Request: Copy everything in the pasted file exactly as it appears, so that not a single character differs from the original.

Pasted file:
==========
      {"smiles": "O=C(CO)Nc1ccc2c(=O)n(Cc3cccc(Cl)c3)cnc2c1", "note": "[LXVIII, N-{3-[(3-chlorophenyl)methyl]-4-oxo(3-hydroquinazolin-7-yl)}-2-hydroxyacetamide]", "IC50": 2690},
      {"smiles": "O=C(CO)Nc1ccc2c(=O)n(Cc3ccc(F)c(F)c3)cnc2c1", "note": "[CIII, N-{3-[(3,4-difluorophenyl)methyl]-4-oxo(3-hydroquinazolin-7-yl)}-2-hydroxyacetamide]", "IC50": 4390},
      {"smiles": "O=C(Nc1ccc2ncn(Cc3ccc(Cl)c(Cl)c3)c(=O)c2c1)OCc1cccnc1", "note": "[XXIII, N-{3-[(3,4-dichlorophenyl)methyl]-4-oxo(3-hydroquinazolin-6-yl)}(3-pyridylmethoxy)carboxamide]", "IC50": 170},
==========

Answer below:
      {"smiles": "O=C(CO)Nc1ccc2c(=O)n(Cc3cccc(Cl)c3)cnc2c1", "note": "[LXVIII, N-{3-[(3-chlorophenyl)methyl]-4-oxo(3-hydroquinazolin-7-yl)}-2-hydroxyacetamide]", "IC50": 2690},
      {"smiles": "O=C(CO)Nc1ccc2c(=O)n(Cc3ccc(F)c(F)c3)cnc2c1", "note": "[CIII, N-{3-[(3,4-difluorophenyl)methyl]-4-oxo(3-hydroquinazolin-7-yl)}-2-hydroxyacetamide]", "IC50": 4390},
      {"smiles": "O=C(Nc1ccc2ncn(Cc3ccc(Cl)c(Cl)c3)c(=O)c2c1)OCc1cccnc1", "note": "[XXIII, N-{3-[(3,4-dichlorophenyl)methyl]-4-oxo(3-hydroquinazolin-6-yl)}(3-pyridylmethoxy)carboxamide]", "IC50": 170},